Enchanted Diamonds. In fact, I often find some very nice looking GIA Excellent cut diamonds when I search Enchanted Diamonds inventory but have yet to find anything that compares to the degree of optical precision exhibited by Brian Gavin Signature round diamonds, or those produced by Crafted by Infinity.
The reason for the difference in overall cut quality between
Enchanted Diamonds, Brian Gavin, and Crafted by Infinity is because Enchanted Diamonds is essentially a clearinghouse, which operates by offering a virtual inventory of diamonds that is based upon the global inventory provided by the various multiple listing services that we use as an industry to market diamonds worldwide; whereas both Brian Gavin and Crafted by Infinity are diamond cutters, who both specialize in producing diamonds of the highest cut quality.
With that in mind, let’s take a more in-depth look at this 1.687 carat, I-color, SI-1 clarity, Brian Gavin Signature Hearts and Arrows round brilliant cut diamond, which has an overall cut grade of AGS Ideal-0 as determined on the Light Performance grading platform of the AGS Laboratory, which uses Angular Spectrum Evaluation Technology (ASET) to measure diamonds for brightness, and which provides us with an indication of how evenly light is being distributed throughout this Brian Gavin Signature diamond. Notice how the arrows pattern is evenly spaced and exhibits a symmetrical pattern; and how consistent the distribution of red, green, and blue is throughout the diamond. “By the numbers” this puppy should have a sparkling personality, with a high volume of light return, a virtual balance of brilliance and dispersion, and broad-spectrum sparkle! Sunglasses required!
Notice how much more crisp and vibrant the Ideal Scope image for this 1.687 carat, I-color, SI-1 clarity, Brian Gavin Signature round diamond is, as compared to the Ideal Scope image provided for the 1.61 carat, GIA Excellent cut diamond reviewed previously. This diamond exhibits the highest degree of optical precision, and I have no doubt that it will be drop-dead gorgeous! And it’s worth mentioning that there are a lot of AGS Ideal-0 cut diamonds that fail to meet my selection criteria for proportions and optical precision, thus it isn’t so much a matter of whether the diamond has an overall cut grade of AGS Ideal or GIA Excellent, as much as the combination of proportions and optical precision.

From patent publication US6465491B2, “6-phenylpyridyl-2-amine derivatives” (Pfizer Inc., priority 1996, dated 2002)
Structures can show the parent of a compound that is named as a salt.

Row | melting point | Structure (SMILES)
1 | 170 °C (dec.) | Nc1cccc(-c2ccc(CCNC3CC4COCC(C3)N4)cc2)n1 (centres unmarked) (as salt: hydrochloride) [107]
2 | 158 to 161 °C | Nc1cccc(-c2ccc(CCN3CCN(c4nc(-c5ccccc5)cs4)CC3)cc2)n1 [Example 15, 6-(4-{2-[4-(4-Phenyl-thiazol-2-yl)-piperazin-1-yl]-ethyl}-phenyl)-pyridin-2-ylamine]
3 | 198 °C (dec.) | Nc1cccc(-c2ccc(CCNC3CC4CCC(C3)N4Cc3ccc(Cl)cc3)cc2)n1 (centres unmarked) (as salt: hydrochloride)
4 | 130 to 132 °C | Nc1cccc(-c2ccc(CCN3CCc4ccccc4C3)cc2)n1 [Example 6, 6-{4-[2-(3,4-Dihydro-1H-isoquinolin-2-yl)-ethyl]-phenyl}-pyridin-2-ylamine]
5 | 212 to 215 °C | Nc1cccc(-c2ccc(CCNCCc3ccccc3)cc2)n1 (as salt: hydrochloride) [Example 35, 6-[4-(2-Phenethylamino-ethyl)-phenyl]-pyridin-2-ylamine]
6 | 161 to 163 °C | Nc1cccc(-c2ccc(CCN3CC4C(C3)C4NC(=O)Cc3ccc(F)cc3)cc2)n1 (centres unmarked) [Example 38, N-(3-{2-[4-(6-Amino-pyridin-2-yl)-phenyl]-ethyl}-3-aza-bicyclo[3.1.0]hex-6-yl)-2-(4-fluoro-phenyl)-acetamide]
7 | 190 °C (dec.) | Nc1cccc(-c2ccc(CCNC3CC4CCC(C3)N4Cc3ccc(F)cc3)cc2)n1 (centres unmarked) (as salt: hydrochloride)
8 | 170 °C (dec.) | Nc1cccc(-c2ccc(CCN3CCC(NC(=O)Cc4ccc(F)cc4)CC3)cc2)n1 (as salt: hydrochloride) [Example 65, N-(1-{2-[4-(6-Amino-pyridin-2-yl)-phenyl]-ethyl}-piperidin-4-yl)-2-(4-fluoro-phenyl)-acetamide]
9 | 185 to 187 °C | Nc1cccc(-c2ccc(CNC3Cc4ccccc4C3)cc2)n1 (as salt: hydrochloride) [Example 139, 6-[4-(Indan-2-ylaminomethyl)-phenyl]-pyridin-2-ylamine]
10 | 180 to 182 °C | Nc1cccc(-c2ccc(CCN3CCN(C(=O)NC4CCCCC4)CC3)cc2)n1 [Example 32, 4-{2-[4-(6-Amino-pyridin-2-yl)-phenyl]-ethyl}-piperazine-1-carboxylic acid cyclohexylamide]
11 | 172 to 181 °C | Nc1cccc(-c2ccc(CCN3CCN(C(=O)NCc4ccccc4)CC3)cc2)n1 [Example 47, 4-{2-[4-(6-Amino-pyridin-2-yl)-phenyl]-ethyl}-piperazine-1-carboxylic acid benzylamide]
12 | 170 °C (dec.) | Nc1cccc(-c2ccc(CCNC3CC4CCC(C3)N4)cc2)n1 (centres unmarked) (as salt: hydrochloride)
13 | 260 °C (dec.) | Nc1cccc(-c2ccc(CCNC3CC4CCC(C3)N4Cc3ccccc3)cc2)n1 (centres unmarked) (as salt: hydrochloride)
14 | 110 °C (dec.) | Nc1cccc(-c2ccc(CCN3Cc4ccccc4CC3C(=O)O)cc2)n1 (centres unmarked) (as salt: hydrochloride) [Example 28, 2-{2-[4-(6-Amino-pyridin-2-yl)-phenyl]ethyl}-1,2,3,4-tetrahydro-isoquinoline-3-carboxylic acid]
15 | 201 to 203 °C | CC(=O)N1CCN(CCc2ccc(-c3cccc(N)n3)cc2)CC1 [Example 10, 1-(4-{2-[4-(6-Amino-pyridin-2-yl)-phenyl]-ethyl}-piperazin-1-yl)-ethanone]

Hopefully, this diamond buying tutorial on the differences between AGS Ideal-0 Cut Diamonds vs GIA Excellent Cut Diamonds has helped you to develop a better understanding on the differences and similarities of diamonds graded by the AGS Laboratory and the GIA Gem Trade Laboratory.
Regardless of whether a diamond is GIA Excellent cut or AGS Ideal cut, you now understand the important insight provided by reflector scope images, such as ASET Scope, Ideal Scope, and Hearts & Arrows scope images; and know what to look for in terms of Optical Precision and Azimuth Shift.
But know that you don’t have to try and interpret all of this diamond grading data on your own. In fact, you don’t have to search for diamonds at all if you don’t want to, you can take advantage of my free Diamond Concierge Service and leave the diamond shopping to me!
I’ve got almost 30 years of experience buying diamonds professionally… egads, it will be 30 years this October! And your price on the diamonds that I recommend is not affected by using the link encoded with my Affiliate ID to order the diamond, because my fees are paid out of the annual advertising budget of each vendor. How cool is that? All you need to do is drop me a note indicating the range of carat weight, color, clarity, fluorescence, and price that you are willing to consider, and I’ll take care of the rest!
Brian Gavin Diamonds provides one of the most comprehensive and in-depth diamond details pages that I’ve ever seen, complete with a high-resolution video of the diamond, which can be enlarged by clicking on the four white arrows that appear in the upper right-hand corner of the video window. Plus a high-resolution clarity photograph of the diamond, ASET Scope, Ideal Scope, and Hearts & Arrows scope images where applicable, so that you can verify the exceptional optical precision.
A copy of the diamond grading report is also provided, but I prefer to click on the link to “Verify” the diamond grading report that is provided in the right hand column of the diamond details page, which will open up a new tab in your browser, and load the details for the diamond grading report as provided by the American Gem Society; then click on the link at the bottom of that page to open the diamond grading report, and you will be presented with a full size copy of the Diamond Quality Document, which can be resized so that you will be able to identify the inclusions within the diamond quickly and easily.
High Performance Diamonds which is the online distributor for the hearts and arrows diamonds produced by Crafted by Infinity, also offers an in-depth evaluation of the diamonds that they offer, complete with a high-resolution clarity photograph, and images of the diamond as seen through an ASET Scope, Ideal Scope, and a Hearts & Arrows scope. This is the diamond details page for a 1.606 carat, I-color, VS-2 clarity, Crafted by Infinity diamond that will undoubtedly knock your socks off! It has an overall cut grade of AGS Ideal-0 and looks fantastic in all of the scope images.